Roseville Bridge Club Joins Effort for Alzheimer's Research
Members of the Sun City Duplicate Bridge Club, led by team captain Avanell Kirchman, will play bridge for an entire day to raise money for The Longest Day - an annual fundraising event for Alzheimer's research held by the American Contract Bridge League and the Alzheimer's Association.
Kirchman has set a team goal to raise $1,600 by playing bridge in Roseville for approximately eight hours on the longest day of the year - June 21.
With an average age of 69, ACBL's members - most of whom play regularly at local bridge clubs - are significantly affected by Alzheimer's disease. By raising funds as part of The Longest Day program, bridge players are able to honor friends and loved ones who have been stricken with the disease while also keeping their own mental skills sharp, according to the ACBL and the Alzheimer's Association.
"Studies have shown strong links between games, such as bridge, and successful aging," said Robert Hartman, CEO of the ACBL. "The game alone challenges and stimulates mental acuity, but there's also a strong social aspect that can aid with successful aging. With support from our members like the Sun City Duplicate Bridge Club, we can continue raising awareness and funds for the disease and hopefully introduce bridge to a new audience that can benefit from the mental stimulation."
This is the second consecutive year that ACBL has coordinated with bridge clubs across the United States and Canada to raise funds for The Longest Day. The sunrise-to-sunset event, which is held on the summer solstice, supports the Alzheimer's Association by providing much-needed resources for the care, support and research efforts it leads. Last year, 160 bridge clubs across the U.S. raised more than half a million dollars for the cause. In 2014, ACBL is setting its sights on raising $750,000, and it plans to increase that amount incrementally each year as more bridge clubs participate in the effort.
"The Alzheimer's Association would not be able to operate successfully without the efforts of groups such as ACBL," said Donna McCullough, vice president of mass market development for the Alzheimer's Association. "The ACBL and bridge players in general are especially important to our association because of the game's potential benefits for preserving mental sharpness, and we're happy to partner with them again this year."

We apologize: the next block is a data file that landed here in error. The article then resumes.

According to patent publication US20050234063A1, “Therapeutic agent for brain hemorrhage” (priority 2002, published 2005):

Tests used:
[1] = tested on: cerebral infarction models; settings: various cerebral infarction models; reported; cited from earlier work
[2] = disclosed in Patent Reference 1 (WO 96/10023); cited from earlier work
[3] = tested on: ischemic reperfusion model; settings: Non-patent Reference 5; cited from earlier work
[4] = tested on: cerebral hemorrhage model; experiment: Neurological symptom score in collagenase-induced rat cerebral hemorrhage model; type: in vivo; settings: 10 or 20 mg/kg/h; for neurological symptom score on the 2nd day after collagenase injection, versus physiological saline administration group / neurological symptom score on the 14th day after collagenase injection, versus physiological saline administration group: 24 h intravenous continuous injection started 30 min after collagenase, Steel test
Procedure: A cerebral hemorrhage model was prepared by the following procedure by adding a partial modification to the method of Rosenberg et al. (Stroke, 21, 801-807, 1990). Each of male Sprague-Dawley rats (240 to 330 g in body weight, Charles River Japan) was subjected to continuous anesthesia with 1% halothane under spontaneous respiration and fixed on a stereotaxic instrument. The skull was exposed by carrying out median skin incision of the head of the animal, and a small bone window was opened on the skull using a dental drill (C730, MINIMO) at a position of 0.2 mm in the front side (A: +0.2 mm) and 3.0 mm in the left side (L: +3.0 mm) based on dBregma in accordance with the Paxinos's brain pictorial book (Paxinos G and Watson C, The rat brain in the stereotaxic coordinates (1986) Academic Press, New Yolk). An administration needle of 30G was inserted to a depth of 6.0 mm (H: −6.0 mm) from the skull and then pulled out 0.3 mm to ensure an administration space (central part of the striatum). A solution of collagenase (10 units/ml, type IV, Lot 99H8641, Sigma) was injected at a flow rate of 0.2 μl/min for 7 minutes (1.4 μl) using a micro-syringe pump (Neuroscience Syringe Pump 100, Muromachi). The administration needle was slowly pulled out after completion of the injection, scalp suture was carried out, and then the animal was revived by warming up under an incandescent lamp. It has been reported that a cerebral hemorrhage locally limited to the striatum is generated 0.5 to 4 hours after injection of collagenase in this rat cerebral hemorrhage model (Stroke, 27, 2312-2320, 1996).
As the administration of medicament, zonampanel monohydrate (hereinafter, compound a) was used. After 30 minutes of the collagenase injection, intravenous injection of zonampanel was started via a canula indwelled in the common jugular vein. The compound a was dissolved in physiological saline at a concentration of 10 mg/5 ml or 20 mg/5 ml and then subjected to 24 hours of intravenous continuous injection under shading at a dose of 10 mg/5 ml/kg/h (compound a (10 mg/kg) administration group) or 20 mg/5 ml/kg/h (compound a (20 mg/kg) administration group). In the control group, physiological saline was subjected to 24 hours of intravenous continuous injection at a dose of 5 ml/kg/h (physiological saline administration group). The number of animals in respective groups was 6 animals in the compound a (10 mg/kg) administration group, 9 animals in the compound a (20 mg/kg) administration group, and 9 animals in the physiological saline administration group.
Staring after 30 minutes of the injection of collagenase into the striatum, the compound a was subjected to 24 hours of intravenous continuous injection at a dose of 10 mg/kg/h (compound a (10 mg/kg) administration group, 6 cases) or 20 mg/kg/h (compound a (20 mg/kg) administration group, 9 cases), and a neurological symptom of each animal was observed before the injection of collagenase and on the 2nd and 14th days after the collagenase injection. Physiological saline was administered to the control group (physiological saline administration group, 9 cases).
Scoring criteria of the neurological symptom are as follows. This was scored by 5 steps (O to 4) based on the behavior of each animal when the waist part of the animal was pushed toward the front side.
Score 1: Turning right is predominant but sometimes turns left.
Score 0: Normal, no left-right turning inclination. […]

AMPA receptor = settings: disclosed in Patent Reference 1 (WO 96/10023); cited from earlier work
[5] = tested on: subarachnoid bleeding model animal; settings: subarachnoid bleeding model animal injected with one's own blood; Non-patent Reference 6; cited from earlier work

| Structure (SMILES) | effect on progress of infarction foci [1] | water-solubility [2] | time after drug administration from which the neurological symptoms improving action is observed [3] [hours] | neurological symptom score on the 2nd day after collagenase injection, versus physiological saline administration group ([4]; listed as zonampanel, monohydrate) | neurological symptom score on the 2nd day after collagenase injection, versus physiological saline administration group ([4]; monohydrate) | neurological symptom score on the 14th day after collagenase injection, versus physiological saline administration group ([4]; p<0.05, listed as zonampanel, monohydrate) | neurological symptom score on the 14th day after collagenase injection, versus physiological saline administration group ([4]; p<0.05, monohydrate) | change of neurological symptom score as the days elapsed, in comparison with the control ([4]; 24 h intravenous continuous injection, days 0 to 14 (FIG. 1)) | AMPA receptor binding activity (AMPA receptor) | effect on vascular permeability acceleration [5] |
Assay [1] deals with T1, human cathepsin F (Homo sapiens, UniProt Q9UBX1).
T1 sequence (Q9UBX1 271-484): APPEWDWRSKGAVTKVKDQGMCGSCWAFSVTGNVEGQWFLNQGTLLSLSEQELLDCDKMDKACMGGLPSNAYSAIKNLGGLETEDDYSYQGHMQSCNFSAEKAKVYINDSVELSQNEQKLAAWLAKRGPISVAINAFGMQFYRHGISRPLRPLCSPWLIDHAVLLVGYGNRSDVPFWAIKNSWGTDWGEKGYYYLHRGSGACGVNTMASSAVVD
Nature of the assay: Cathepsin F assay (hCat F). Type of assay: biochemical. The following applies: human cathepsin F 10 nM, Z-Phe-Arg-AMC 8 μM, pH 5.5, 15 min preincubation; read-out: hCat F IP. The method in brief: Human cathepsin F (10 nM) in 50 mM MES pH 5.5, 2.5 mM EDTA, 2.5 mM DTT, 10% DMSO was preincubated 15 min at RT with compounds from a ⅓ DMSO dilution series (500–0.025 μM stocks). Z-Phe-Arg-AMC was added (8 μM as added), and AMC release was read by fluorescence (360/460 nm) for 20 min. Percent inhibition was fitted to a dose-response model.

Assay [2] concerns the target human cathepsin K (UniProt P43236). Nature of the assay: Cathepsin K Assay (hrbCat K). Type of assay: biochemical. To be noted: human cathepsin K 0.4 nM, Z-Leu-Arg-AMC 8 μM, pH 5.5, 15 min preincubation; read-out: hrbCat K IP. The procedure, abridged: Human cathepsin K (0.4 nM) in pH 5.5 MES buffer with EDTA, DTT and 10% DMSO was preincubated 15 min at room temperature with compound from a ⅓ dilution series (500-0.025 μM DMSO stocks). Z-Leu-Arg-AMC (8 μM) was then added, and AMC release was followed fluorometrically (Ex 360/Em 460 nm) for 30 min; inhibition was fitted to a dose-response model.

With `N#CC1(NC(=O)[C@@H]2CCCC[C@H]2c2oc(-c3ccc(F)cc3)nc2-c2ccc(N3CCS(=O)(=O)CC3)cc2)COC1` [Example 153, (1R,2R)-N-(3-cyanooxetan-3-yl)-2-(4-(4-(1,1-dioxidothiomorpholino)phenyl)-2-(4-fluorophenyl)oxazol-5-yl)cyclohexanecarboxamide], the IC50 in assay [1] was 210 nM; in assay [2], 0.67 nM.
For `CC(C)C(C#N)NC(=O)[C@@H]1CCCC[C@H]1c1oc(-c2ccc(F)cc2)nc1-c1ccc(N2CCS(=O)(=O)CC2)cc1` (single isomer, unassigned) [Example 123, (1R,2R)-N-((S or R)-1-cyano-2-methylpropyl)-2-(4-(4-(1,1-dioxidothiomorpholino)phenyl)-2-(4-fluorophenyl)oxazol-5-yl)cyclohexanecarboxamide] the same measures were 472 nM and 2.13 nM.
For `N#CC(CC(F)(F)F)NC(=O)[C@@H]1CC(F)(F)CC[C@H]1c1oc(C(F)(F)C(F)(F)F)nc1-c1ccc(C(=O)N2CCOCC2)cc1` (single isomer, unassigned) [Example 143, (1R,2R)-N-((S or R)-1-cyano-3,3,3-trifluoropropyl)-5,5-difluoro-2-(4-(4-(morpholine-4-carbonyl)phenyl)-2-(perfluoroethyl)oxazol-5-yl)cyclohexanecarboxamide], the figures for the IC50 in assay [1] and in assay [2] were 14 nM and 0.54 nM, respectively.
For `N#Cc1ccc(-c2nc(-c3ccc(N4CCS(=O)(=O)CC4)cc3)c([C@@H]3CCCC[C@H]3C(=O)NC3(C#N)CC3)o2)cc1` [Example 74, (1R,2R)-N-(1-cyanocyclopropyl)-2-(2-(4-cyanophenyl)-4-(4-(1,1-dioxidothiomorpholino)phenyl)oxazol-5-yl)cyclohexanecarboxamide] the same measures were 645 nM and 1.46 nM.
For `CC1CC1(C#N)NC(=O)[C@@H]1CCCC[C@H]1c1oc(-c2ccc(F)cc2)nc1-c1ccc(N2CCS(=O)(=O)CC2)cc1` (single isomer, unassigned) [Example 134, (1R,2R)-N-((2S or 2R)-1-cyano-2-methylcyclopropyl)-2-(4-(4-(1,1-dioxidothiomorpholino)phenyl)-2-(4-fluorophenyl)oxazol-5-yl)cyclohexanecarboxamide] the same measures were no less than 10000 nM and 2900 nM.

To raise money, the ACBL is encouraging its members to compete in bridge games from sunrise to sunset, which is approximately 16 hours on the summer solstice - the longest day of the year. The format of the event is determined by local club managers.
"We've encouraged our members to be creative and get out in their communities to raise money from bridge players and anyone else interested in joining the fight to end Alzheimer's," said Robert Hartman, CEO of the ACBL. "Many clubs are offering beginner bridge lessons; a great way to involve the community while teaching a fun game that could impact the learner's quality of life in the future."
About the ACBL
Founded in 1937, the ACBL is the largest bridge organization in the world, serving 167,000 members, and 3,200 bridge clubs and sanctioning 1,100 sectional and regional tournaments annually. The ACBL's three North American Bridge Championships each attract up to 5,000 players representing every state in the United States, Canada and about 20 other foreign countries. A challenging and rewarding card game, bridge attracts players of all ages and walks of life - from Bill Gates and Warren Buffett to poker star Phil Gordon. For more information about the ACBL, visit www.acbl.org.
About the Alzheimer's Association
The Alzheimer's Association is the world's leading voluntary health organization in Alzheimer's care, support and research. Our mission is to eliminate Alzheimer's disease through the advancement of research, to provide and enhance care and support for all affected, and to reduce the risk of dementia through the promotion of brain health. Our vision is a world without Alzheimer's. Visit alz.org or call (800) 272-3900.
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